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In the previous section, we learned about the pattern of the magnetic field produced by a current-carrying circular coil.
In this section, we shall discuss the magnetic field produced by a solenoid.
What is a Solenoid?
A coil with number of circular turns of insulated copper wire covered closely in the shape of a cylinder is called a Solenoid.
Field lines of the magnetic field through and around a current-carrying solenoid
The below figure shows the pattern of the magnetic field lines around a current-carrying solenoid.
Pattern of the magnetic field produced by (a) Solenoid (b) Bar magnet
Analyse the pattern of the field with the magnetic field around a bar magnet with a solenoid (see the below figure).
Do they look similar?

Yes, they are similar.
Magnetic field produced by (a) Solenoid (b) Bar magnet
One end of the solenoid functions as a north pole of the magnet, while the other is the south pole.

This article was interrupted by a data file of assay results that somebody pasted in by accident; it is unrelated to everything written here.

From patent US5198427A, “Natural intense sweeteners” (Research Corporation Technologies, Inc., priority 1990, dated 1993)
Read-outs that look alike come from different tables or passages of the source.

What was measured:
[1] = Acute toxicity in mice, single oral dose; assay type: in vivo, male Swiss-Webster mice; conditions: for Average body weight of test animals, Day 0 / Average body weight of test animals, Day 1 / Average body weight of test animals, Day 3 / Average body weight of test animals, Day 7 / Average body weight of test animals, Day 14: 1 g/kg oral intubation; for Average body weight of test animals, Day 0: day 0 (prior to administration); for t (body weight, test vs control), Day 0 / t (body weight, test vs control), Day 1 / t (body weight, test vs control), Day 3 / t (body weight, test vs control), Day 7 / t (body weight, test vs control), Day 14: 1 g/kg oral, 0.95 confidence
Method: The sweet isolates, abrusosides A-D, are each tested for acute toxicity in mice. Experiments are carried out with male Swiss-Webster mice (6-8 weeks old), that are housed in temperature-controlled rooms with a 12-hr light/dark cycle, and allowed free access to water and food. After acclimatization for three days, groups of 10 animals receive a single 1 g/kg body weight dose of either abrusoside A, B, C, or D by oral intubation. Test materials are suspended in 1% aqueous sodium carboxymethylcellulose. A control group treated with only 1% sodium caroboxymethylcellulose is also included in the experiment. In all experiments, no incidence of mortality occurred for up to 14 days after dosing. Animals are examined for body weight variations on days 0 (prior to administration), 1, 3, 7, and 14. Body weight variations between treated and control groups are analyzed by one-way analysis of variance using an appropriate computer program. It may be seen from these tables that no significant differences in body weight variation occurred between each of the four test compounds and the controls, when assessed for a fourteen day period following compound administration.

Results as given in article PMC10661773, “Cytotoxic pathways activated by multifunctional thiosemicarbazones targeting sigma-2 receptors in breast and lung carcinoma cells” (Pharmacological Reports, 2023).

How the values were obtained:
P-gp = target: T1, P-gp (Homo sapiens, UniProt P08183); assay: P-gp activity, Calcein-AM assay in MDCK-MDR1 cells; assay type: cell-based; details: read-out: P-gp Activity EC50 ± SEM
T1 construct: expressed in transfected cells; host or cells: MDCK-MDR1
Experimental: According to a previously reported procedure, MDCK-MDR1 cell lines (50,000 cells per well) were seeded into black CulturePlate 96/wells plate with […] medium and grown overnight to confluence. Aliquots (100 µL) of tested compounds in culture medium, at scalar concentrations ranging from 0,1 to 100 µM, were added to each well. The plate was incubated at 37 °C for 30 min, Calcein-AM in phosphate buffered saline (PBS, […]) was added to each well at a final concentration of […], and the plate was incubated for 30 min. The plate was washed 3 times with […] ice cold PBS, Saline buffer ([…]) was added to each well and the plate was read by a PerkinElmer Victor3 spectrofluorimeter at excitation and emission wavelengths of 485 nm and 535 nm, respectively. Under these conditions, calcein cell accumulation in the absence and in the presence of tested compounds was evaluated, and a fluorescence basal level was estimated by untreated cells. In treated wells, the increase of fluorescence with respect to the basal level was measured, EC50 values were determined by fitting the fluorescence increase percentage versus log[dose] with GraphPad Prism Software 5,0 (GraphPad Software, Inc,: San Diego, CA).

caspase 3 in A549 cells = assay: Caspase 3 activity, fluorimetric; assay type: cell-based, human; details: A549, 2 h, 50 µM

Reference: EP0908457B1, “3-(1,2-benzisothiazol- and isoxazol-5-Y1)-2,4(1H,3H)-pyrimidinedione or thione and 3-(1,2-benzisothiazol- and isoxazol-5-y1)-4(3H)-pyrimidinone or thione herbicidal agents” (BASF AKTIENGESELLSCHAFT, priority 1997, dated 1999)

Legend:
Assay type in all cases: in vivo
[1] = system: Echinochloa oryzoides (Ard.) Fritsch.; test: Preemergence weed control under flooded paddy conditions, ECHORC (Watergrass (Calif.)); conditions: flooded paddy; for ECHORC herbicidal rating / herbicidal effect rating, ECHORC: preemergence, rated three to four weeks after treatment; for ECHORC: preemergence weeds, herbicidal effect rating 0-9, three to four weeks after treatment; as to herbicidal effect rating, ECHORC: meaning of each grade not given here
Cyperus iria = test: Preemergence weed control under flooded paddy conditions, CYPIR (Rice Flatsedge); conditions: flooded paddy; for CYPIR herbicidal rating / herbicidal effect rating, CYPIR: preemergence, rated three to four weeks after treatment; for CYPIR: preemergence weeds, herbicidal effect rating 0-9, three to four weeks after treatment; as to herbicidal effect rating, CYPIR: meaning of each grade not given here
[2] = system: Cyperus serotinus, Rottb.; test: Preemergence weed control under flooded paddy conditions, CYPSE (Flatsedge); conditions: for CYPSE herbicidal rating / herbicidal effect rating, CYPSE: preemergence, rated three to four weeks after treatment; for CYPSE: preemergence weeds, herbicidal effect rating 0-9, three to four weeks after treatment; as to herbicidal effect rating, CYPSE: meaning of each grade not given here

The magnetic field lines inside the solenoid are in the form of parallel straight lines. This shows that the magnetic field is identical at all points inside the solenoid i.e., the magnetic field is uniform inside the solenoid.
A strong magnetic field created inside a solenoid can be used to magnetise a piece of magnetic material, like soft iron, when placed inside the coil (see the below figure). The magnet so formed is called an Electromagnet.
Current-carrying solenoid coil is used to magnetise the steel rod inside the coil
Increase magnetic field strength in a solenoid by,
  • Increasing the current flowing through it,
  • Increasing the number of turns on the coil per unit length,
  • Inserting a soft iron core into the solenoid.